By: Michael Levell (@4HFAdvantage)
I have been a fan of yours since I was 6 years old. At that time, my father groomed me to be a Dallas Cowboys and a Miami Dolphins fan. A lot has changed since then (considering I am an Atlanta Falcons fan now). As I changed, the product that you have placed on the field has changed as well. Your game has become more high scoring and more visible. There is now more parody in who wins the Super Bowl than ever before because of salary cap rules and the focus on the NFL Draft. Even with the increase in lower body injuries, you have evolved into a safer sport. I may not have always agreed with the changes that you have made, but each one seemed to be addressed at the appropriate time – until now.
According to CBS Sports NFL Insider, Jason La Canfora, your product is on the verge of a big change in how you police the game:
John Wooten, head of the Fritz Pollard Alliance that monitors diversity in the NFL, said he expects the league's competition committee to enact a rule at the owner's meeting next month making it an automatic 15-yard penalty if a player uses the N-word on the field, with a second infraction meriting an ejection. (2014)
As a black man, I applaud your efforts in becoming racially progressive as a sport. However, I question if this is the appropriate time to embark on such a change? Outside of the use of this racial slur, there are many public relation concerns and changes that need to be addressed at a higher priority. This is especially true when you consider the recent revealing of some of your athlete's alleged darker lives while actively playing or working for you. For instance, future Hall of Famer Darren Sharper has been accused of drugging and raping women during his stint as an NFL Network Analyst. Is your firing of Sharper the only way that you plan on handling these serious allegations? The same issue arises for former Pro Bowl tight end Aaron Hernandez since he has been indicted for murder. Not only was Hernandez a part of the New England Patriots when the murder occurred, but he is also under investigation for other murders in Massachusetts – allowing us to speculate Hernandez was deeply involved in a criminal underworld while being celebrated as a rising star. You have not addressed these players' actions or negative impact on your brand, nor have you scratched the surface on how to handle the locker room bullying situation from the Richie Incognito and Jonathan Martin fallout. Maybe it is time for those situations to be handled before you try to put regulations on a slur that has not been "policed" by blacks in America.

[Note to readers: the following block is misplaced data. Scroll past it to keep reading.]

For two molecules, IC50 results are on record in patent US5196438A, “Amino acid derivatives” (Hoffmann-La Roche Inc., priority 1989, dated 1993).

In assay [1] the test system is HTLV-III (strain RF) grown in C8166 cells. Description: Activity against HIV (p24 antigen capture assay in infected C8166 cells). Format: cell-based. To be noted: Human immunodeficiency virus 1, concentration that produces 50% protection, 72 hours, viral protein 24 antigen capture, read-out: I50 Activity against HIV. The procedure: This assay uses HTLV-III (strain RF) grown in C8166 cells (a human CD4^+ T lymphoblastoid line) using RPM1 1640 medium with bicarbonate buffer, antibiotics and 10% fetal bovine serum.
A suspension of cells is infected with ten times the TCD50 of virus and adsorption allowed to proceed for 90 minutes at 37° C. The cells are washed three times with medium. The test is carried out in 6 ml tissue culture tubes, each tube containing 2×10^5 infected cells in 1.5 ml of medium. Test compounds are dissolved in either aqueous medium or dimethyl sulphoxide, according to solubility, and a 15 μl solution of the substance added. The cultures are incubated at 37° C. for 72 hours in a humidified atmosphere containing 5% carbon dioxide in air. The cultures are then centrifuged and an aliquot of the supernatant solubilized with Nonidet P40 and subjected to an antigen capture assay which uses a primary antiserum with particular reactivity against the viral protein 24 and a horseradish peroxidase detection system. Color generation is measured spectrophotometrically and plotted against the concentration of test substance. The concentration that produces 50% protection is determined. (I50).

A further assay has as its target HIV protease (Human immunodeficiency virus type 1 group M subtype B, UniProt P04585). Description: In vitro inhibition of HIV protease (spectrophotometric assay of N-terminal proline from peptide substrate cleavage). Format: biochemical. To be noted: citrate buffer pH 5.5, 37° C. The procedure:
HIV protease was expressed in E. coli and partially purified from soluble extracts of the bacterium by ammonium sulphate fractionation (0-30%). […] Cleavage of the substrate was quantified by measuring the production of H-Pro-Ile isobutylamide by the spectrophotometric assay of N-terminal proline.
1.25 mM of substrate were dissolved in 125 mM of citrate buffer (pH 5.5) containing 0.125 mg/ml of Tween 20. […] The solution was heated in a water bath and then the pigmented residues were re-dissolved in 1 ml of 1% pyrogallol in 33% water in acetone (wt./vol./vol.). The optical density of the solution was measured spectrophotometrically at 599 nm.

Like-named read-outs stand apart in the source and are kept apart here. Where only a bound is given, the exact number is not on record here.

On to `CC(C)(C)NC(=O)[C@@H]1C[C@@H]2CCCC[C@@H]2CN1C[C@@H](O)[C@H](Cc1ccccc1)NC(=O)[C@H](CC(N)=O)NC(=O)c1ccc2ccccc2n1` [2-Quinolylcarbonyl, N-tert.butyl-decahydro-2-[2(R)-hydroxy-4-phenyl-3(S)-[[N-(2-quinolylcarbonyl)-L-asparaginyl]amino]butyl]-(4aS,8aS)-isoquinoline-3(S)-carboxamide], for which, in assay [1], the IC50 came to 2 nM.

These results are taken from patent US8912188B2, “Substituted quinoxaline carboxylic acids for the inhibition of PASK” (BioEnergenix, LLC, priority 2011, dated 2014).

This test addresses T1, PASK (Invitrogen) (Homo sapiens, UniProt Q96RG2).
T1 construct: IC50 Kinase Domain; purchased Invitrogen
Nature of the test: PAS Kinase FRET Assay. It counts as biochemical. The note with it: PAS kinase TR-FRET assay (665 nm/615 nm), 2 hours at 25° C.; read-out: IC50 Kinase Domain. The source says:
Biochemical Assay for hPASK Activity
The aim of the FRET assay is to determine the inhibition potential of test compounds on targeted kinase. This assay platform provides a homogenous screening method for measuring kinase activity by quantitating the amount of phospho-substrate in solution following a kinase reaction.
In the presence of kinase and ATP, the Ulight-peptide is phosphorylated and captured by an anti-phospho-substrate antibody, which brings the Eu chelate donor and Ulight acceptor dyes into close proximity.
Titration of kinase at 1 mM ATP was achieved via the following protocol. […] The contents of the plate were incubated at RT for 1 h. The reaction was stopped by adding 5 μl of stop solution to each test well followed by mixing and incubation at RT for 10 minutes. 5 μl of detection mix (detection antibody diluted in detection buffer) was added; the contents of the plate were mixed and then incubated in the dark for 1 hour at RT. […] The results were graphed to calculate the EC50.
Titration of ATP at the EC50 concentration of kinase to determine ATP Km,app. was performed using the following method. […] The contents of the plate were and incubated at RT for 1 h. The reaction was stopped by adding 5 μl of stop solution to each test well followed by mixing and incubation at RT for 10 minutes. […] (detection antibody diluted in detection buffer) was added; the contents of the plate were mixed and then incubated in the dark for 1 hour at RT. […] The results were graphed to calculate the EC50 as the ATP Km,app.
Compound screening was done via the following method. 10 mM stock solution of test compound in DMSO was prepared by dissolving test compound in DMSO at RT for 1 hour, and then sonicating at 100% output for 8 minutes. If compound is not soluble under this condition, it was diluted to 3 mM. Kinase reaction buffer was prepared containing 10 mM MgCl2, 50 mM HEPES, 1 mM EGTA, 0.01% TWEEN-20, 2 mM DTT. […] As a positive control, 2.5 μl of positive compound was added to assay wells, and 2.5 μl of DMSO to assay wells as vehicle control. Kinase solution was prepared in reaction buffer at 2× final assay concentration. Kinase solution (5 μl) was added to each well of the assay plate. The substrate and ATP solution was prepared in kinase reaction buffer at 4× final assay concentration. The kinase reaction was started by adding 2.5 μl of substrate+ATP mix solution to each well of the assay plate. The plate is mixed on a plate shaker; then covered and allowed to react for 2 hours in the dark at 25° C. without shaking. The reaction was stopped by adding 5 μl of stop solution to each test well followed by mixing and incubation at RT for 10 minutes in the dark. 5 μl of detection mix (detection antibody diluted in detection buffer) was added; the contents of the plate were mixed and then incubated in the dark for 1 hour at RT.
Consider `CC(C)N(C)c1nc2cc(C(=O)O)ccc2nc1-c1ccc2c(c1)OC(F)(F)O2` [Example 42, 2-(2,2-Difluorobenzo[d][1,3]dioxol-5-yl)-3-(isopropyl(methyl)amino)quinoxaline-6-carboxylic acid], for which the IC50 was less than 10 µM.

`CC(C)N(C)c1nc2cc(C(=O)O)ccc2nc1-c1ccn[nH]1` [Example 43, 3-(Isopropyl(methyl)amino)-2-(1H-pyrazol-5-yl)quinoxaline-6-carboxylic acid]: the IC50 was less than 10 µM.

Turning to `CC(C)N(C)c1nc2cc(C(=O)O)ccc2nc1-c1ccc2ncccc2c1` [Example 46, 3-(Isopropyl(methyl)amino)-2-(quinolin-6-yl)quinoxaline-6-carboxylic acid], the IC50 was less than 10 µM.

I wonder if now is the best time to address what players say offensively on the field when the name of one of your storied franchises' is considered a slur by Native Americans. We, as fans, rarely hear what the athletes say on the field but EVERYONE is exposed to the NFL logo and team of our nation's capital. Isn't it just as divisive if you continue to support the Washington Redskins fight to keep their name? Above all other public relation issues that exist currently, none are more divisive than the concussion lawsuit that is still in limbo after the previous $765 million settlement was rejected by U.S. District Judge Anita Brody. The same legends that helped build the NFL to its current status are now suing over their lingering post-football injuries. This lawsuit has divided those without health issues and those living with them. It has even divided the fans that love violent collisions from the fans that want a heavily officiated but safer game. With your status as America's game, shouldn't your focus be on repairing the legacy, respect, and future of the game?
I can accept that something has to be done about the frequent use of this racial slur. However, this is not your issue to police and regulate. We, as black people, would need to come to a resolution on the use of the slur before we accept help from anybody else. I hope that you would focus your attention on more pressing matters than something that will have a minimum positive impact on the game that I love.